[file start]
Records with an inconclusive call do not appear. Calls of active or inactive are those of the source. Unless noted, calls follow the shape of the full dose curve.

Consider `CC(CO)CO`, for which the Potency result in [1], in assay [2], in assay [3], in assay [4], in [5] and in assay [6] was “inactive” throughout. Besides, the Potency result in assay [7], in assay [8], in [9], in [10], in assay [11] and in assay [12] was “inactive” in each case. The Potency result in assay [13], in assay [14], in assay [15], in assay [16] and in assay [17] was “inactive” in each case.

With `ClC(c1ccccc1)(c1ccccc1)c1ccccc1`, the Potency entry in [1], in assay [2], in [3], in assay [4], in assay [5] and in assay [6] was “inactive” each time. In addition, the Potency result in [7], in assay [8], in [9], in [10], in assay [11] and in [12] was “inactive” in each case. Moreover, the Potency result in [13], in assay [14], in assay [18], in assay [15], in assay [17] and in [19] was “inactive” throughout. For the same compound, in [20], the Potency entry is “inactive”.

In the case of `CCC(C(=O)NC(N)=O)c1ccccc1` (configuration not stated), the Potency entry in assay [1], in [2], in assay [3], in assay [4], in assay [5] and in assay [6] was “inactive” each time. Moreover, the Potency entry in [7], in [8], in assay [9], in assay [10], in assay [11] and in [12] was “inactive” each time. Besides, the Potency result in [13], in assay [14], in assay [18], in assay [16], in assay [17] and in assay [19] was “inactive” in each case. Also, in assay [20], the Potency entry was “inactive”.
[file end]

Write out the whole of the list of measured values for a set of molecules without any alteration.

Records with an inconclusive call do not appear. Calls of active or inactive are those of the source. Unless noted, calls follow the shape of the full dose curve.

Consider `CC(CO)CO`, for which the Potency result in [1], in assay [2], in assay [3], in assay [4], in [5] and in assay [6] was “inactive” throughout. Besides, the Potency result in assay [7], in assay [8], in [9], in [10], in assay [11] and in assay [12] was “inactive” in each case. The Potency result in assay [13], in assay [14], in assay [15], in assay [16] and in assay [17] was “inactive” in each case.

With `ClC(c1ccccc1)(c1ccccc1)c1ccccc1`, the Potency entry in [1], in assay [2], in [3], in assay [4], in assay [5] and in assay [6] was “inactive” each time. In addition, the Potency result in [7], in assay [8], in [9], in [10], in assay [11] and in [12] was “inactive” in each case. Moreover, the Potency result in [13], in assay [14], in assay [18], in assay [15], in assay [17] and in [19] was “inactive” throughout. For the same compound, in [20], the Potency entry is “inactive”.

In the case of `CCC(C(=O)NC(N)=O)c1ccccc1` (configuration not stated), the Potency entry in assay [1], in [2], in assay [3], in assay [4], in assay [5] and in assay [6] was “inactive” each time. Moreover, the Potency entry in [7], in [8], in assay [9], in assay [10], in assay [11] and in [12] was “inactive” each time. Besides, the Potency result in [13], in assay [14], in assay [18], in assay [16], in assay [17] and in assay [19] was “inactive” in each case. Also, in assay [20], the Potency entry was “inactive”.